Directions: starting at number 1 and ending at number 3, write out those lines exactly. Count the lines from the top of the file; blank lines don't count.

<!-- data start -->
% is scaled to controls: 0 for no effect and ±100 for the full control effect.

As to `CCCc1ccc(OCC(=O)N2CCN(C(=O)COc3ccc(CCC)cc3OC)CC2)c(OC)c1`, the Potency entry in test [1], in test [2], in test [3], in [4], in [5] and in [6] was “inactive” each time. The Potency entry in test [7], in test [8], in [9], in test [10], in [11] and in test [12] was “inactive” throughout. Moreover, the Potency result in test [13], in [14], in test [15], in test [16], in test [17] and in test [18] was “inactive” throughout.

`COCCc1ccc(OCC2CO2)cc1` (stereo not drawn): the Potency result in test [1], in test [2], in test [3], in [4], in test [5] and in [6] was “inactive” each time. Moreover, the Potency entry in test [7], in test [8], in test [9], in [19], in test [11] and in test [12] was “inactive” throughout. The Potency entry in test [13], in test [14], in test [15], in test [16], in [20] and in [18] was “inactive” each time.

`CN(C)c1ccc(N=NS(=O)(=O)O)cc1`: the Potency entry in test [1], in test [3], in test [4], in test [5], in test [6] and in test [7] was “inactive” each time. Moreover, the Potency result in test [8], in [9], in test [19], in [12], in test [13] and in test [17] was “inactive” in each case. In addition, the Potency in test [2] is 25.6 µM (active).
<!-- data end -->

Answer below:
% is scaled to controls: 0 for no effect and ±100 for the full control effect.

As to `CCCc1ccc(OCC(=O)N2CCN(C(=O)COc3ccc(CCC)cc3OC)CC2)c(OC)c1`, the Potency entry in test [1], in test [2], in test [3], in [4], in [5] and in [6] was “inactive” each time. The Potency entry in test [7], in test [8], in [9], in test [10], in [11] and in test [12] was “inactive” throughout. Moreover, the Potency result in test [13], in [14], in test [15], in test [16], in test [17] and in test [18] was “inactive” throughout.

`COCCc1ccc(OCC2CO2)cc1` (stereo not drawn): the Potency result in test [1], in test [2], in test [3], in [4], in test [5] and in [6] was “inactive” each time. Moreover, the Potency entry in test [7], in test [8], in test [9], in [19], in test [11] and in test [12] was “inactive” throughout. The Potency entry in test [13], in test [14], in test [15], in test [16], in [20] and in [18] was “inactive” each time.